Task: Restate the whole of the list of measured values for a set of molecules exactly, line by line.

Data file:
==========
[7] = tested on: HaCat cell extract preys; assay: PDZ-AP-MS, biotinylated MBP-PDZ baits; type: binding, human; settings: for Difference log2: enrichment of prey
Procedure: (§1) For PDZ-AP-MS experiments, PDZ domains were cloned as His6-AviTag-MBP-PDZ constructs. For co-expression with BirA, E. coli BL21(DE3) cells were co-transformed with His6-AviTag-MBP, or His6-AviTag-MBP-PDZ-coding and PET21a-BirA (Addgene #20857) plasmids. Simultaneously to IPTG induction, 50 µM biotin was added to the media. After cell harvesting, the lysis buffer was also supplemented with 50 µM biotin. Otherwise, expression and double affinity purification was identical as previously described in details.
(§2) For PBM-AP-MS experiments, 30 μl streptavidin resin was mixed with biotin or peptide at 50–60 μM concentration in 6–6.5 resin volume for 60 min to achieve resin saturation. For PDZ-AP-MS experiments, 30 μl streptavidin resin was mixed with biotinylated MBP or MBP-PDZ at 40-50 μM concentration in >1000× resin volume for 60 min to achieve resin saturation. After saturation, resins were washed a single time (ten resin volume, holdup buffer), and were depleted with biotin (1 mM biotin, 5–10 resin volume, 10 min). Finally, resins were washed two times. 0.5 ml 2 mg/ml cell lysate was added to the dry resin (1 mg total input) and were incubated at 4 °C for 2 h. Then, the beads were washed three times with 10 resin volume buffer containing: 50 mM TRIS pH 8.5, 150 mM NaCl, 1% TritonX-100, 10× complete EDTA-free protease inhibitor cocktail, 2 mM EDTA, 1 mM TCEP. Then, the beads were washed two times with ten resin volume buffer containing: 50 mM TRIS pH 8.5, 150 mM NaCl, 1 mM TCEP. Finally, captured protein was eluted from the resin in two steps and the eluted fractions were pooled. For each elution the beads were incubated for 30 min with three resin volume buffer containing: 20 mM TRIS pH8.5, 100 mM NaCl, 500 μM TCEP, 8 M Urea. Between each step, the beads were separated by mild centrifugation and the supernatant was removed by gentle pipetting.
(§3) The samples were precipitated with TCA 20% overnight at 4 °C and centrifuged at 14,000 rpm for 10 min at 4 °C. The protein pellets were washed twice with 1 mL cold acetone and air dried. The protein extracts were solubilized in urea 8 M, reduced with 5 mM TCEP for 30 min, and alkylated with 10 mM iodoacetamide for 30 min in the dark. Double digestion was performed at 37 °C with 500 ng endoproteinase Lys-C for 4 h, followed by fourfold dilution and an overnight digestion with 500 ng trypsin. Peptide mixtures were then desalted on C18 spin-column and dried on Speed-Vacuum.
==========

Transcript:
[7] = tested on: HaCat cell extract preys; assay: PDZ-AP-MS, biotinylated MBP-PDZ baits; type: binding, human; settings: for Difference log2: enrichment of prey
Procedure: (§1) For PDZ-AP-MS experiments, PDZ domains were cloned as His6-AviTag-MBP-PDZ constructs. For co-expression with BirA, E. coli BL21(DE3) cells were co-transformed with His6-AviTag-MBP, or His6-AviTag-MBP-PDZ-coding and PET21a-BirA (Addgene #20857) plasmids. Simultaneously to IPTG induction, 50 µM biotin was added to the media. After cell harvesting, the lysis buffer was also supplemented with 50 µM biotin. Otherwise, expression and double affinity purification was identical as previously described in details.
(§2) For PBM-AP-MS experiments, 30 μl streptavidin resin was mixed with biotin or peptide at 50–60 μM concentration in 6–6.5 resin volume for 60 min to achieve resin saturation. For PDZ-AP-MS experiments, 30 μl streptavidin resin was mixed with biotinylated MBP or MBP-PDZ at 40-50 μM concentration in >1000× resin volume for 60 min to achieve resin saturation. After saturation, resins were washed a single time (ten resin volume, holdup buffer), and were depleted with biotin (1 mM biotin, 5–10 resin volume, 10 min). Finally, resins were washed two times. 0.5 ml 2 mg/ml cell lysate was added to the dry resin (1 mg total input) and were incubated at 4 °C for 2 h. Then, the beads were washed three times with 10 resin volume buffer containing: 50 mM TRIS pH 8.5, 150 mM NaCl, 1% TritonX-100, 10× complete EDTA-free protease inhibitor cocktail, 2 mM EDTA, 1 mM TCEP. Then, the beads were washed two times with ten resin volume buffer containing: 50 mM TRIS pH 8.5, 150 mM NaCl, 1 mM TCEP. Finally, captured protein was eluted from the resin in two steps and the eluted fractions were pooled. For each elution the beads were incubated for 30 min with three resin volume buffer containing: 20 mM TRIS pH8.5, 100 mM NaCl, 500 μM TCEP, 8 M Urea. Between each step, the beads were separated by mild centrifugation and the supernatant was removed by gentle pipetting.
(§3) The samples were precipitated with TCA 20% overnight at 4 °C and centrifuged at 14,000 rpm for 10 min at 4 °C. The protein pellets were washed twice with 1 mL cold acetone and air dried. The protein extracts were solubilized in urea 8 M, reduced with 5 mM TCEP for 30 min, and alkylated with 10 mM iodoacetamide for 30 min in the dark. Double digestion was performed at 37 °C with 500 ng endoproteinase Lys-C for 4 h, followed by fourfold dilution and an overnight digestion with 500 ng trypsin. Peptide mixtures were then desalted on C18 spin-column and dried on Speed-Vacuum.